With studies already reporting successful re-identification efforts in 2017 and 2018, the latest Nature report published in July 2019 is surely not going to be the last.

Awareness of data privacy issues has increased in light of legislation such as the GDPR and the California Consumer Privacy Act (CCPA) and fines being handed out to corporate giants such as Google, Facebook and  British Airways. If public faith in de-identification methods erodes, then it could hinder medical and statistical research that rely on human participants. “To assume any public data in the current era is truly de-identified and anonymous would be foolish. Good faith efforts by researchers and practitioners may not be enough. Only strict and massive legal ramifications for data breaches and unauthorized data processing can help maintain a semblance of data privacy in the digital era,” he added.

Related Article: Takeaways from the Million Dollar British Airways and Marriott GDPR Fines

Aspirational Anonymized Data

Although it's great that laws and policies require anonymized data and are being updated to address current flaws, the successful release of anonymized information as a timely dataset has yet to happen, said Allan Buxton, of Secure Forensics.

As far as technology research goes, information collected is irrevocably tied to account identifiers (advertising IDs, user accounts, device IDs, etc.) and even more personal information, such as location data.

Since no one has found a method for successful anonymization, perhaps the better way to approach it is to require collected data to be treated securely, and the findings gleaned from the collected information to be reviewed for personally identifying information prior to publication, said Jeff McGehee, a senior data scientist and Internet of Things (IoT) practice lead at Very, an IoT design and development firm.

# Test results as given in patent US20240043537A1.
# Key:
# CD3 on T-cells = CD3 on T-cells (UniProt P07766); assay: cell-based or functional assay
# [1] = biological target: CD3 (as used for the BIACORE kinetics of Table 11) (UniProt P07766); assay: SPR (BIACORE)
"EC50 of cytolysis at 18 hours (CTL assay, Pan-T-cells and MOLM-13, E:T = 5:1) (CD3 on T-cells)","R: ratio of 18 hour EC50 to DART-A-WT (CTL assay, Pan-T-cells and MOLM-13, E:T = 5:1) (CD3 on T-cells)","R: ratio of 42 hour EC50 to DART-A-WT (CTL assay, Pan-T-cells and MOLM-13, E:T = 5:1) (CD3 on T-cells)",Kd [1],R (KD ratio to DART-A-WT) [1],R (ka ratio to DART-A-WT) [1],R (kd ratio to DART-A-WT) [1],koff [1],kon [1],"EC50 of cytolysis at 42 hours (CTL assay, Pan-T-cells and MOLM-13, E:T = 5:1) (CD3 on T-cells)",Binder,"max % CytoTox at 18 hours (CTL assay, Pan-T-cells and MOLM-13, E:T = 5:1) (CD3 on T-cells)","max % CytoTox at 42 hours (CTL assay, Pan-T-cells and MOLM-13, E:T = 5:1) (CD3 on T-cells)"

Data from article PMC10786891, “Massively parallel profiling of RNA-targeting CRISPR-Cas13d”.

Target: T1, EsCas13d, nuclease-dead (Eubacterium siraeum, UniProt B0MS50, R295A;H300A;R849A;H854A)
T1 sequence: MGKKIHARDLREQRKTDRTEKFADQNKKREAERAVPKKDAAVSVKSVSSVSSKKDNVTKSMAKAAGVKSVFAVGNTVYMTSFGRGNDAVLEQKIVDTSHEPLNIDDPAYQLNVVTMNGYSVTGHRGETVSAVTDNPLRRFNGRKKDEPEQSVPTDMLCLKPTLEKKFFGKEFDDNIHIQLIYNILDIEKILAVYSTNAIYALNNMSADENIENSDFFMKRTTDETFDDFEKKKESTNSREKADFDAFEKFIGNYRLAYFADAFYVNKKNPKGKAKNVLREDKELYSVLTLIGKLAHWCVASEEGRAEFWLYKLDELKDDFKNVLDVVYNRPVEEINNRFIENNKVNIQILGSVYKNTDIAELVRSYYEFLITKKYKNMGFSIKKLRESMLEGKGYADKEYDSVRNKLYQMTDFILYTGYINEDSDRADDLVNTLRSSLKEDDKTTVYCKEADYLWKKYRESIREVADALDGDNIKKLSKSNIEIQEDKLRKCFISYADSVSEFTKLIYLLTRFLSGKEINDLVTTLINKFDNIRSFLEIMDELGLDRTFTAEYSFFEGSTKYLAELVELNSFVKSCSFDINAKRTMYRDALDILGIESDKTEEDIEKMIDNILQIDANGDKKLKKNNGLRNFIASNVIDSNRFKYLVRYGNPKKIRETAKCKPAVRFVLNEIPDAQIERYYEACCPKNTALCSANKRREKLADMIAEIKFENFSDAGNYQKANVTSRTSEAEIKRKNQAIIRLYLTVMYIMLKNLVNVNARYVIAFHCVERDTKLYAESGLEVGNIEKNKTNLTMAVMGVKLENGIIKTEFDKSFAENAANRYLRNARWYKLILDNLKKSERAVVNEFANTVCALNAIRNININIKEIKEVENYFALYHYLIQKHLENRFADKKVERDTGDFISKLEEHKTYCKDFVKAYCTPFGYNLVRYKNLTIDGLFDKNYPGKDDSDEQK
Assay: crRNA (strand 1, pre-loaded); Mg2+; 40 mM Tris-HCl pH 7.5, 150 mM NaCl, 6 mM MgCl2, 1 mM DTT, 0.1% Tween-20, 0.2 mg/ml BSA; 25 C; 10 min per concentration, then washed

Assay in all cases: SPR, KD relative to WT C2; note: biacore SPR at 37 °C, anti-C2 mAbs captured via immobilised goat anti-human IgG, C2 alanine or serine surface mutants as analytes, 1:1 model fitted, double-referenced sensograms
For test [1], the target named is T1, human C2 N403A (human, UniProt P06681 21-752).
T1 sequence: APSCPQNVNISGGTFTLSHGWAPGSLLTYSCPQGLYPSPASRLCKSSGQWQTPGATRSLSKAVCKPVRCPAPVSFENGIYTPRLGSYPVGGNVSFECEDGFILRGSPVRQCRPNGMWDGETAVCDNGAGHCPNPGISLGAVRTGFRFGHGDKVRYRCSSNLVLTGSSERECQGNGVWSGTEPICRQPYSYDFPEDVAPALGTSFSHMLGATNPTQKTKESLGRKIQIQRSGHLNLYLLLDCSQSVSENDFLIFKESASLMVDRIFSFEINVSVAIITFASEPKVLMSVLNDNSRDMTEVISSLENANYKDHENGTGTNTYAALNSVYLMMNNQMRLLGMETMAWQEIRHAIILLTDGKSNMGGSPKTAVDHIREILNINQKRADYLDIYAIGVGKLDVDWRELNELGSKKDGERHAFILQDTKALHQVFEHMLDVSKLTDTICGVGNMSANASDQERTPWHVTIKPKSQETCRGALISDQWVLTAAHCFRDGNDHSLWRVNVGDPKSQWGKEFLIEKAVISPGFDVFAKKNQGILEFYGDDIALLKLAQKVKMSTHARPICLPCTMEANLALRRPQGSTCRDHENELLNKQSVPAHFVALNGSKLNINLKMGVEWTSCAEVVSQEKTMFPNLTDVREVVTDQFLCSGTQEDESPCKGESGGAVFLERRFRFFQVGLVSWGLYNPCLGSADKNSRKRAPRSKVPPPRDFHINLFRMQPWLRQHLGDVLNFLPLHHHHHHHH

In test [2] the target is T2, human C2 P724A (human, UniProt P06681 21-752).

He told us that rendering data to be truly anonymous will be extremely challenging — even virtually impossible. As technologies such as IoT expand to include everything from smart light bulbs to smart cars, data collected on any particular individual can include when they leave their home, sound clips from smart speakers, or the contents of their fridge.

While arguably some of this data sounds less serious than say, medical records, what this shows is how easy it is to glean literally tens of thousands of data points about an individual user,” he said.

Regulations like GDPR can help minimize obvious identifiers, but with the anticipated growth of connected devices, standards are not likely to keep pace. That’s why the emphasis on security (such as California’s cybersecurity law covering smart devices — the first of its kind in the U.S.) is critical to securing personal data — and could also be a springboard for other emerging technologies.”

The Role of GDPR

Last year, GDPR went into effect and introduced a framework to ensure that digital consumers would be protected from data harvesting. It fundamentally changed the way consumer data is collected, stored and activated. At the time, Bruce Orcutt, senior vice president of global marketing at ABBYY, a global provider of content intelligence solutions and services, explained that one of the major issues with GDPR is identifying and anonymizing data that may break the rules.

“At the root of GDPR is personal data that directly or indirectly identifies a natural person in any format,” he said. “It mandates that organizations cannot keep data and content forever and advocates better records management and strong information governance. That, however, is where the compliance challenge lies: information is locked inside of documents.

Companies are turning to cognitive robotic process automation (RPA), which combines advanced technologies such as natural language processing, artificial intelligence (AI), machine learning and data analytics to mimic human activities such as perceiving, inferring, gathering evidence, hypothesizing, reasoning and interacting with human counterparts. But it is still a struggle to keep data de-anonymized and is likely to get more difficult as technologies to cull data get more sophisticated.